The plasma membrane soluble N-ethylmaleimide-sensitive factor attachment receptor (SNARE) protein syntaxin (Syn)4 is required for biphasic insulin secretion, although how it regulates each phase remains unclear. In a screen to identify new Syn4-interacting factors, the calcium-activated F-actin-severing protein gelsolin was revealed. Gelsolin has been previously implicated as a positive effector of insulin secretion, although a molecular mechanism to underlie this function is lacking. Toward this, our in vitro binding studies showed the Syn4-gelsolin interaction to be direct and mediated by the N-terminal Ha domain (amino acid residues 39-70) of Syn4. Syn4-gelsolin complexes formed under basal conditions and dissociated upon acute glucose or KCl stimulation; nifedipine blocked dissociation. The dissociating action of secretagogues could be mimicked by expression of the N-terminal Ha domain of Syn4 fused to green fluorescent protein (GFP) (GFP-39-70). Furthermore, GFP-39-70 expression in isolated mouse islet and clonal MIN6 β-cells initiated insulin release in the absence of appropriate stimuli. Consistent with this, the inhibitory GFP-39-70 peptide also initiated Syn4 activation in the absence of stimuli. Moreover, although MIN6 β-cells expressing the GFP-39-70 peptide maintained normal calcium influx in response to KCl, KCl-stimulated insulin secretion and the triggering pathway of insulin secretion were significantly impaired. Taken together, these data support a mechanistic model for gelsolin's role in insulin exocytosis: gelsolin clamps unsolicited soluble N-ethylmaleimide-sensitive factor attachment receptor (SNARE)-regulated exocytosis through direct association with Syn4 in the absence of appropriate stimuli, which is relieved upon stimulus-induced calcium influx to activate gelsolin and induce its dissociation from Syn4 to facilitate insulin exocytosis.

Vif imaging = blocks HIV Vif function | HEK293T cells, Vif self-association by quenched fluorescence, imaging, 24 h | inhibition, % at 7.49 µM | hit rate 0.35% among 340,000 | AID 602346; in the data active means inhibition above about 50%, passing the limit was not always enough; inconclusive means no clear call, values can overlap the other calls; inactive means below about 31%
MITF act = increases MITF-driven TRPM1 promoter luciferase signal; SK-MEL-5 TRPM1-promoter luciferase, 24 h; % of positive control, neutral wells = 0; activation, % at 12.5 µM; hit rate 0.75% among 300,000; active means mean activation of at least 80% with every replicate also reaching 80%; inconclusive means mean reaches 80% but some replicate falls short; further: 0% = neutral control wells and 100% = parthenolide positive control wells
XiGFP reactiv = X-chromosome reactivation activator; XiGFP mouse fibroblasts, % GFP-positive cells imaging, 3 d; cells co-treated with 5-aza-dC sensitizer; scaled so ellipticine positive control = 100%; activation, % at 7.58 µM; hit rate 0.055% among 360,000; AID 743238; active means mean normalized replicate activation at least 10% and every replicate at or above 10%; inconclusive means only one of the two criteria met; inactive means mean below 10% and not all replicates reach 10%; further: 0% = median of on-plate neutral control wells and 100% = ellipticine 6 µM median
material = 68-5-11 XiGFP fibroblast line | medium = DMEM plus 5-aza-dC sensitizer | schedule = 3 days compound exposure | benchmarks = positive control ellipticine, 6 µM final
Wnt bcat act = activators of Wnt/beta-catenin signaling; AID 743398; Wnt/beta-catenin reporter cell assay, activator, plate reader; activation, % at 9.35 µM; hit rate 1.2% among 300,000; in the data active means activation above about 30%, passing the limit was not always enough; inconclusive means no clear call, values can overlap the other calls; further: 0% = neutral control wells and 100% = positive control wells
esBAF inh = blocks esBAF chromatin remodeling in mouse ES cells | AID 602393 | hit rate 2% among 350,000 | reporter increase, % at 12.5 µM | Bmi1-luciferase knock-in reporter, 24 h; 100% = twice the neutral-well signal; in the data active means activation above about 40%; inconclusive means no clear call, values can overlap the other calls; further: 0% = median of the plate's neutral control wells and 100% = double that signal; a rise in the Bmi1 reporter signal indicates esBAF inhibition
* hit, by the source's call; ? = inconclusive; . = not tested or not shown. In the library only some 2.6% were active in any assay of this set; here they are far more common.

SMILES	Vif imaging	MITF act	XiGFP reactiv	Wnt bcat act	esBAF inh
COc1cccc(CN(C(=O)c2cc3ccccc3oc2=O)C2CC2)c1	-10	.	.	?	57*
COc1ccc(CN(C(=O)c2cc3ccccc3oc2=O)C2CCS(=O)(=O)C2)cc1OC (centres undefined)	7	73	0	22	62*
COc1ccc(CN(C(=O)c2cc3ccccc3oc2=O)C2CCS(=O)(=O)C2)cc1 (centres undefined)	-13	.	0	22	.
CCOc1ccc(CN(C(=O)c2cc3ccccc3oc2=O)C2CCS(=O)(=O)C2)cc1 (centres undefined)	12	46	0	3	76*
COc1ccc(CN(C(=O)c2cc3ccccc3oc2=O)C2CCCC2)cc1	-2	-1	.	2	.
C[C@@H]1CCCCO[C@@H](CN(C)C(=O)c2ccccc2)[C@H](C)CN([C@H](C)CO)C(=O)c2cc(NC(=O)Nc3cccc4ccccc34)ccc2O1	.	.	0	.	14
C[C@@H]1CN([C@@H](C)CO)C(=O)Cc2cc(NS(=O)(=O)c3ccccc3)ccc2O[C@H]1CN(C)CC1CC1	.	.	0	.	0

ASJC Scopus subject areas
- Molecular Biology